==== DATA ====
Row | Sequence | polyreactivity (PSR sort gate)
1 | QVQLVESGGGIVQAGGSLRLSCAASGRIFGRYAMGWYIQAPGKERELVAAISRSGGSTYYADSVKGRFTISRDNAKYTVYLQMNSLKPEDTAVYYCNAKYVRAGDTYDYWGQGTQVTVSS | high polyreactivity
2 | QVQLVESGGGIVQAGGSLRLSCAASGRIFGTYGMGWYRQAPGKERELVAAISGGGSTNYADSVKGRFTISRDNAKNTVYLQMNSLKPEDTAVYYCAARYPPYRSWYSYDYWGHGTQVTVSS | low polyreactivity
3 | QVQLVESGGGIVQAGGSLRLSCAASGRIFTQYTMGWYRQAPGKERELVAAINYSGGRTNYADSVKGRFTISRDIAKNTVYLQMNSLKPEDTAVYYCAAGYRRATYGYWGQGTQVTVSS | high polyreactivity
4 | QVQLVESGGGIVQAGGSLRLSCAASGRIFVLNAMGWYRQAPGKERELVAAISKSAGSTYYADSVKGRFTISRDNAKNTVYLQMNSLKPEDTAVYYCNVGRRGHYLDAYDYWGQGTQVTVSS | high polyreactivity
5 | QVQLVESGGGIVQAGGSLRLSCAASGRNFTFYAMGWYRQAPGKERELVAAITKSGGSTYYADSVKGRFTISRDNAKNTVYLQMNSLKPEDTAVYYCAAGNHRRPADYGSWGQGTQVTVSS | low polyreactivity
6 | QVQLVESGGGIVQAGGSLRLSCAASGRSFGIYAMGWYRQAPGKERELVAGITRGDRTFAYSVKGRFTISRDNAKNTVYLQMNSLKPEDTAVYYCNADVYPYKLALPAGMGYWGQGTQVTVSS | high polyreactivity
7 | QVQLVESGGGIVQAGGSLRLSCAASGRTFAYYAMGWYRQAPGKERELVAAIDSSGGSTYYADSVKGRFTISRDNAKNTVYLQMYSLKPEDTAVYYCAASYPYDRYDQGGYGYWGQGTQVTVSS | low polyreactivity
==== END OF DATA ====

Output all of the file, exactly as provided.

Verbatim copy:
Row | Sequence | polyreactivity (PSR sort gate)
1 | QVQLVESGGGIVQAGGSLRLSCAASGRIFGRYAMGWYIQAPGKERELVAAISRSGGSTYYADSVKGRFTISRDNAKYTVYLQMNSLKPEDTAVYYCNAKYVRAGDTYDYWGQGTQVTVSS | high polyreactivity
2 | QVQLVESGGGIVQAGGSLRLSCAASGRIFGTYGMGWYRQAPGKERELVAAISGGGSTNYADSVKGRFTISRDNAKNTVYLQMNSLKPEDTAVYYCAARYPPYRSWYSYDYWGHGTQVTVSS | low polyreactivity
3 | QVQLVESGGGIVQAGGSLRLSCAASGRIFTQYTMGWYRQAPGKERELVAAINYSGGRTNYADSVKGRFTISRDIAKNTVYLQMNSLKPEDTAVYYCAAGYRRATYGYWGQGTQVTVSS | high polyreactivity
4 | QVQLVESGGGIVQAGGSLRLSCAASGRIFVLNAMGWYRQAPGKERELVAAISKSAGSTYYADSVKGRFTISRDNAKNTVYLQMNSLKPEDTAVYYCNVGRRGHYLDAYDYWGQGTQVTVSS | high polyreactivity
5 | QVQLVESGGGIVQAGGSLRLSCAASGRNFTFYAMGWYRQAPGKERELVAAITKSGGSTYYADSVKGRFTISRDNAKNTVYLQMNSLKPEDTAVYYCAAGNHRRPADYGSWGQGTQVTVSS | low polyreactivity
6 | QVQLVESGGGIVQAGGSLRLSCAASGRSFGIYAMGWYRQAPGKERELVAGITRGDRTFAYSVKGRFTISRDNAKNTVYLQMNSLKPEDTAVYYCNADVYPYKLALPAGMGYWGQGTQVTVSS | high polyreactivity
7 | QVQLVESGGGIVQAGGSLRLSCAASGRTFAYYAMGWYRQAPGKERELVAAIDSSGGSTYYADSVKGRFTISRDNAKNTVYLQMYSLKPEDTAVYYCAASYPYDRYDQGGYGYWGQGTQVTVSS | low polyreactivity